Energy Management

On-farm energy use is expensive and internal combustion engines further contribute to air pollution.

California walnut growers and processors implement and emphasize technologies that reduce energy requirements and thus costs:

  • Minimum or non-tillage: Cultivation impacts soil quality over time and requires considerable internal combustion engine energy, increasing production costs. Walnut growers increasingly turn to selective, non-polluting herbicides to avoid cultivation (see Fig. 11).
     
Fig.11. Non-cultivated walnut orchard.

 

  • Dehydration Efficiencies: Drying walnuts prior to processing requires considerable heat energy. California Walnut Board research funding supported development of 1) in-bin moisture sensing technology to avoid excessive drying and energy costs (see Fig. 12) importance of enclosing dehydrators in conserving energy resource. (see Fig. 13).
     
Fig. 12. Moisture sensors in walnut drying bin.

 

Fig. 13. Walnut dehydrator retrofitted with side curtains to conserve heat energy.

 

  • Irrigation Efficiency: Low volume irrigation systems and use of tree water status technology for precision irrigation, developed through the California Walnut Board’s funded research program, save considerable energy for California walnut growers.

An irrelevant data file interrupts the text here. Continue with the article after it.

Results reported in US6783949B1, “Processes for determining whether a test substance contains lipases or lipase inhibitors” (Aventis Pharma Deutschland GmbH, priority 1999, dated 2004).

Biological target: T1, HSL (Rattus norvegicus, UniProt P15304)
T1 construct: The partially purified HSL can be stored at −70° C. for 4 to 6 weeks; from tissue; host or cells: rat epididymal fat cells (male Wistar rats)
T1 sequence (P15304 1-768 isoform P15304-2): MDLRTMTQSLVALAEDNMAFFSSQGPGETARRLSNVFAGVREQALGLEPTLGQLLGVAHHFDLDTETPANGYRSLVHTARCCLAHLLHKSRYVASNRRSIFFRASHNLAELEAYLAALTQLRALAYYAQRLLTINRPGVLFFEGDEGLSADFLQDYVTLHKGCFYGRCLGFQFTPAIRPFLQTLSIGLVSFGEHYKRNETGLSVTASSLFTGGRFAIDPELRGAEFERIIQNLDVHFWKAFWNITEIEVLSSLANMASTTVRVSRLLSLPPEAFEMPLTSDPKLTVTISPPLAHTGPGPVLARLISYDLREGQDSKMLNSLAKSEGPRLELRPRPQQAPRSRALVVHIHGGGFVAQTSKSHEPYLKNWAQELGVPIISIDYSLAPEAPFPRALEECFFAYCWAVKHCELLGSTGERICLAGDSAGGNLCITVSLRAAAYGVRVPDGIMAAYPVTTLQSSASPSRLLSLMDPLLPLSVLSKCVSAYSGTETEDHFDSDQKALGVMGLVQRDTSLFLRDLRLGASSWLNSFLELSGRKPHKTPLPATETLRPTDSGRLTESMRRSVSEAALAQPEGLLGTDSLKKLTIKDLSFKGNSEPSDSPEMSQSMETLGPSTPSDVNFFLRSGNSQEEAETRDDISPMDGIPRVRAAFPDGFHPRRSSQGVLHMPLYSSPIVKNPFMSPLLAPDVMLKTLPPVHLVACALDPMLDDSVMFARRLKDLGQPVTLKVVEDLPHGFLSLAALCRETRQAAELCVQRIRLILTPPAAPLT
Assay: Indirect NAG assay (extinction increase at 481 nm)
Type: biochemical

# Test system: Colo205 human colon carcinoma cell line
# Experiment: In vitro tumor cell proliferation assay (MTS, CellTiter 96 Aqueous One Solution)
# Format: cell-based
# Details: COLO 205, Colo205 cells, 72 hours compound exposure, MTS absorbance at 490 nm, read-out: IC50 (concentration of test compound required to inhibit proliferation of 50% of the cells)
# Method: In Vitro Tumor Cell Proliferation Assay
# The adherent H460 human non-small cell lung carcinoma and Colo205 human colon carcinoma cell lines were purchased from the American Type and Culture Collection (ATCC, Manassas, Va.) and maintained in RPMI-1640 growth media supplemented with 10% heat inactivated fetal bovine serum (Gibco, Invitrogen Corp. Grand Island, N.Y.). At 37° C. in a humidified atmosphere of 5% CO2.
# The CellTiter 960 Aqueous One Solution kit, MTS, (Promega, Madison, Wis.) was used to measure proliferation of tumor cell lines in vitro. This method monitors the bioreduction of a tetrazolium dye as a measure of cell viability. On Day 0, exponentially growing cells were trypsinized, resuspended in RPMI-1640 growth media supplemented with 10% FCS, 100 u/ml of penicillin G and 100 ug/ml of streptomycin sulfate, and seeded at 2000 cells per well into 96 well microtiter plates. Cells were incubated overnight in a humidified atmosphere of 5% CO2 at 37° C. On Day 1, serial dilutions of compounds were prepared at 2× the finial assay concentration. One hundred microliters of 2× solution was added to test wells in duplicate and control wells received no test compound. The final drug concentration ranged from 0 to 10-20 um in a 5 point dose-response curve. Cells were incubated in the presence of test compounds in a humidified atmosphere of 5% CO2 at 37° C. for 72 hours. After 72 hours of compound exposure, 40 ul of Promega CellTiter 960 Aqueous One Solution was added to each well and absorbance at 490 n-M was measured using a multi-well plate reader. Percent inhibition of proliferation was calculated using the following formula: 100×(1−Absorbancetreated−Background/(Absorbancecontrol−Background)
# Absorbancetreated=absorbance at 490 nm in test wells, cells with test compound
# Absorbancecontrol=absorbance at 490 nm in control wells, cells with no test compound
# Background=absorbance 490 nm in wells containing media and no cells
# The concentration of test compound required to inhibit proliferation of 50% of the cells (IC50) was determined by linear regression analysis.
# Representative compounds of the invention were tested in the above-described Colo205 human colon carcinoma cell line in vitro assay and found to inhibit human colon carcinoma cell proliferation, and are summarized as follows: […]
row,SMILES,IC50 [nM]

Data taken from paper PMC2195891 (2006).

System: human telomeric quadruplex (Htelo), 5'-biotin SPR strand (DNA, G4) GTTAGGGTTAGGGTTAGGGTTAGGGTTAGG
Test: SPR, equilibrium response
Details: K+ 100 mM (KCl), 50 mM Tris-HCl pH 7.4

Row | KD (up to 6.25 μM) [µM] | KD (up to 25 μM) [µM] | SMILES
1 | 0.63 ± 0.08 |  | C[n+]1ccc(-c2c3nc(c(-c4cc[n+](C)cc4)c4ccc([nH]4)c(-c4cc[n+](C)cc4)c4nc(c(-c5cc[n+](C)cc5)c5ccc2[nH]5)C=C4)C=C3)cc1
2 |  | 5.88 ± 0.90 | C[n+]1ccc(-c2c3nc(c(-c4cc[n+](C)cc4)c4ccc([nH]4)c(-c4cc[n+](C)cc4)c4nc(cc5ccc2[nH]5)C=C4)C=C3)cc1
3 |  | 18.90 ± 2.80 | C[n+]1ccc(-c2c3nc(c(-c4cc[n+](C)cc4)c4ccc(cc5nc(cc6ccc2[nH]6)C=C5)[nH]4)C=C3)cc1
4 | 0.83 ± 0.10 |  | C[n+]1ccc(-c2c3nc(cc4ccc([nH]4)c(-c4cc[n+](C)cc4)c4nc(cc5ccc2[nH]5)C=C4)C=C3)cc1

• Off Peak Irrigation:  Due to energy costs, many walnut growers irrigate during off peak hours. In addition to grower benefits, this practice conserves energy for public use during high peak hours.
  • Other cultural practices that reduce energy
    • The IPM program component designed to reduce sprays coincidently reduces grower energy needs.
    • California Walnut Board funded research into the trees’ canopy management has developed practices such as every other year pruning directly reducing on-farm energy use.